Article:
Virabhadrasana I


Patanjali’s Yoga Sutras / Pada 2, Sutra 46

– Steady and comfortable should be the posture –

Virabhadrasana 1 (Warrior 1 pose) is one of the most used asanas in yoga asana classes.

It may look simple, but this is actually one of the basic asanas that requires a great flexibility.

Let’s learn a proper way to get a great benefit.




1 – Stand in Tadasana (Mountain Pose). With an exhale, step or lightly jump your feet 3to 4 feet apart.

2 – Raise your arms up vertically to the floor and parallel to each other. Reach your hands up actively towards the ceiling. Bring your scapula bones to the center of your back and draw them down toward the coccyx.

3 – Turn your left foot in 45 to 60 degrees to the right and your right foot out 90 degrees to the right. Align the right heel with the left heel, or slightly apart. Exhale and rotate your torso to the right, square the front of your pelvis as much as possible with the front edge of your mat. Pull down your coccyx toward the floor as the same time as your fingers go upwards actively.

4 -With your left heel firmly anchored to the floor, exhale and bend your right knee over the right ankle so the shin is perpendicular to the floor. Aim to align your right thigh parallel to the floor. Keep reaching your arms strongly up to the sky, lifting the ribcage away from the pelvis. If possible, bring the palms together. Keep your head in a neutral position, gazing forward, or tilt it back and look up at your thumbs.

5 – Stay here for as long as you feel comfortable.

6 – As you inhale, press your feet firmly into the floor and reach up taller with your arms, and straighten the right knee. Turn the feet 90 degrees to the left and release the arms with an exhalation, or keep them extended upward for more challenge.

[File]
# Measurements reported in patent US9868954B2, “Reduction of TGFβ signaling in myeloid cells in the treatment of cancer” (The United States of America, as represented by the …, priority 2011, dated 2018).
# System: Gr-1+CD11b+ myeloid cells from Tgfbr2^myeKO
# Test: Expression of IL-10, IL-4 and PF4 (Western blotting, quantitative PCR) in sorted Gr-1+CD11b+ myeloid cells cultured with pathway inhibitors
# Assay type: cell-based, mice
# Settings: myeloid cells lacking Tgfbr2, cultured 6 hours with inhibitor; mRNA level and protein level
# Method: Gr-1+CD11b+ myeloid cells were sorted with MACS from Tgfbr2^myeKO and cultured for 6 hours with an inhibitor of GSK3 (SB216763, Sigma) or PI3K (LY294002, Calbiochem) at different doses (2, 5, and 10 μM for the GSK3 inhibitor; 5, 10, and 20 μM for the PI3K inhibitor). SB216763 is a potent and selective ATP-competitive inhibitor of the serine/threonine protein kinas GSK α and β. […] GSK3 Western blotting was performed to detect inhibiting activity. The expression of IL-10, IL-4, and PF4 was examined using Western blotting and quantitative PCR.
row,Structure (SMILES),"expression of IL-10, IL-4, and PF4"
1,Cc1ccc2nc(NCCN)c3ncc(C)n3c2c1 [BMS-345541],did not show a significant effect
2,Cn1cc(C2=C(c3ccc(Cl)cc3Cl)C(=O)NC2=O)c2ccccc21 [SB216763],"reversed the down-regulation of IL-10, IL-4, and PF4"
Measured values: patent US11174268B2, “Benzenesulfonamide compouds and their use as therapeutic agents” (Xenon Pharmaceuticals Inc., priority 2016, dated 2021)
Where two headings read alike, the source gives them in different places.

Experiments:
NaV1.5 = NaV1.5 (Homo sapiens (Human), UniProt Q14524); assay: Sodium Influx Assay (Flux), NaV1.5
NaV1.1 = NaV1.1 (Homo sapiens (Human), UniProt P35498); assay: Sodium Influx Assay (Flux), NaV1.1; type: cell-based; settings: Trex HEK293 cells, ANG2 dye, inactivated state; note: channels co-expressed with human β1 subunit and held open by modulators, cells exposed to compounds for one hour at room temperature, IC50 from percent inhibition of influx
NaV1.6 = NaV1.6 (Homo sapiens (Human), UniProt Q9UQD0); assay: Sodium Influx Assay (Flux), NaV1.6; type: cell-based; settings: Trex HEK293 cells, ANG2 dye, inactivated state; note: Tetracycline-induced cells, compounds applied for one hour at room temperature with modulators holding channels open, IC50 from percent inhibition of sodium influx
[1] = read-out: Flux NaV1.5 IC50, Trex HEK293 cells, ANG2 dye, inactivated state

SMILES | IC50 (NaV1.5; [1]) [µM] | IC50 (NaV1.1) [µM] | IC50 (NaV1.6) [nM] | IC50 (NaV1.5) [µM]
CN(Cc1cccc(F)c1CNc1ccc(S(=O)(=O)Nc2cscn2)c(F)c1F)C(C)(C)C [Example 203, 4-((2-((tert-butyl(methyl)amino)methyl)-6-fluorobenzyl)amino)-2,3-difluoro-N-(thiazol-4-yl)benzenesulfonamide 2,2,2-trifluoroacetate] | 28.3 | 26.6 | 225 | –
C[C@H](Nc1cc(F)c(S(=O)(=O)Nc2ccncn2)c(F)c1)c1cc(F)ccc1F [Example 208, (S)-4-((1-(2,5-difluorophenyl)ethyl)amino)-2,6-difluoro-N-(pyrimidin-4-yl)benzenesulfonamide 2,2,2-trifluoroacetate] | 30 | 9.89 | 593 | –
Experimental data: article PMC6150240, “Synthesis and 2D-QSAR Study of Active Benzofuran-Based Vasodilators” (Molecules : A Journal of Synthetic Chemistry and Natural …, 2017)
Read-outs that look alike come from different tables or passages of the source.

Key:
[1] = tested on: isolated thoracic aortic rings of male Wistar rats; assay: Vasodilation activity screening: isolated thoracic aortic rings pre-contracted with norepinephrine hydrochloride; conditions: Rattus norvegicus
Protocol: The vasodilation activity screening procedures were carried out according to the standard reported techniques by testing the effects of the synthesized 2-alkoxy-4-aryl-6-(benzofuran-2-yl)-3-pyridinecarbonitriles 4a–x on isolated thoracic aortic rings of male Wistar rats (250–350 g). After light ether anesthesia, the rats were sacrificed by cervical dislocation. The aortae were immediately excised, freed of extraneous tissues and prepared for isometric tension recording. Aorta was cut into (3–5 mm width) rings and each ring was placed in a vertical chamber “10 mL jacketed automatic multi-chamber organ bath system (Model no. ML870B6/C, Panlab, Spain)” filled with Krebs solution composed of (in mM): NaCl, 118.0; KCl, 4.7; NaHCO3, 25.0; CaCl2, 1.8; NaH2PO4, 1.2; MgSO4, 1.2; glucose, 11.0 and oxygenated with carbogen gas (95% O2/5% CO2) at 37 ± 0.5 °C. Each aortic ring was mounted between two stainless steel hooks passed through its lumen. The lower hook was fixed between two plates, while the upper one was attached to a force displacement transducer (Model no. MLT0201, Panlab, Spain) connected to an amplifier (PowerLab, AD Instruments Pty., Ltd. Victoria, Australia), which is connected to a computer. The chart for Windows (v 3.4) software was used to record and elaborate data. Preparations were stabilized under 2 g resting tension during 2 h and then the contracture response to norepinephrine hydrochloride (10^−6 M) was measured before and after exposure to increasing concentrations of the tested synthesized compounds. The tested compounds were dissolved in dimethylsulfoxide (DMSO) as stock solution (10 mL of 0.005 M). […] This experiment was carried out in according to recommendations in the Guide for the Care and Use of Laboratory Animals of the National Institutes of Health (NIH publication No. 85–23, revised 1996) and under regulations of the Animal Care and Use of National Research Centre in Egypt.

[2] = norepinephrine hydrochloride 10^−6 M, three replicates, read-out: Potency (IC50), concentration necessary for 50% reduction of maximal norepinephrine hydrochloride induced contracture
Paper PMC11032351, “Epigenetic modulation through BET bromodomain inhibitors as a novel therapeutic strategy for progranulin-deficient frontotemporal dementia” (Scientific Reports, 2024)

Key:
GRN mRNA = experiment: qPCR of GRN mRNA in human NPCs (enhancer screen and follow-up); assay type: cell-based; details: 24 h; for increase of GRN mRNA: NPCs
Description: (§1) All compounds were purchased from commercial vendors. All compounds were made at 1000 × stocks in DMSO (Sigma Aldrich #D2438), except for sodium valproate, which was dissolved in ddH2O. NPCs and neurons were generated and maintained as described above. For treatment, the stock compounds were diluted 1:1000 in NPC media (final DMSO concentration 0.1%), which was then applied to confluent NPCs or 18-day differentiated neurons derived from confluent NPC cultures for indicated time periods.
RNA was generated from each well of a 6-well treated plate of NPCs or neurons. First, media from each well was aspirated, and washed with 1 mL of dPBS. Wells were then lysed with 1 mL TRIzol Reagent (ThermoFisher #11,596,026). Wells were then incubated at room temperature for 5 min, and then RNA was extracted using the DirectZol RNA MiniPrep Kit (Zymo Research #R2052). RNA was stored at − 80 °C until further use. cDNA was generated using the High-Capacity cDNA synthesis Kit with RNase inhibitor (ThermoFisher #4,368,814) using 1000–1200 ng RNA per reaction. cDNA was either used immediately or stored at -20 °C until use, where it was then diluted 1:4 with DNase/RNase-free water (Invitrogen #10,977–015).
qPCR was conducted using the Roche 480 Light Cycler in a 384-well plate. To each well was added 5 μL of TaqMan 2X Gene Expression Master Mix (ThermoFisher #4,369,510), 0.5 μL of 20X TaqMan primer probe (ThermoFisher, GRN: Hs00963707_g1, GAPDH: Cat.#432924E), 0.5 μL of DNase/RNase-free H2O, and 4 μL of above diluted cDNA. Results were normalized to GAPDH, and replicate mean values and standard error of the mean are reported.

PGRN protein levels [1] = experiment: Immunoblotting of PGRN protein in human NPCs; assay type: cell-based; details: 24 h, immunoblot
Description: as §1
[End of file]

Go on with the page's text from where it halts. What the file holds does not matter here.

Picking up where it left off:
7 – Take a few breaths, then turn the feet to the left and repeat for the same length. When you have finished the other side, return to Tadasana.





  • Stretches the chest, lungs, shoulders, neck, belly, groins (psoas).
  • Strengthens the shoulders, arms, the thighs, calves, the muscles of the back and ankles.
  • Increases flexibility greatly in the hips and psoas.
  • Improves focus, balance and stability.
  • Opens your chest and improves air circulation.
  • Opens you heart and develops your courage.
  • Improves the functions of digestive and reproductive system.



  • Avoid this asana unless instructed any modifications by professionals if you have any of the below or feel uncomfortable any time during your practice.
  • High blood pressure / Heart problems – keep arms low
  • Balancing issue – keep your feet wide apart
  • Shoulder problems – keep the raised arms parallel or slightly wider than parallel to each other.
  • Neck problems – keep the head in a neutral position and not to look up at the hands
  • Arthritis
  • Diarrhea
  • Recent surgery or injury in the legs, back, shoulders, neck.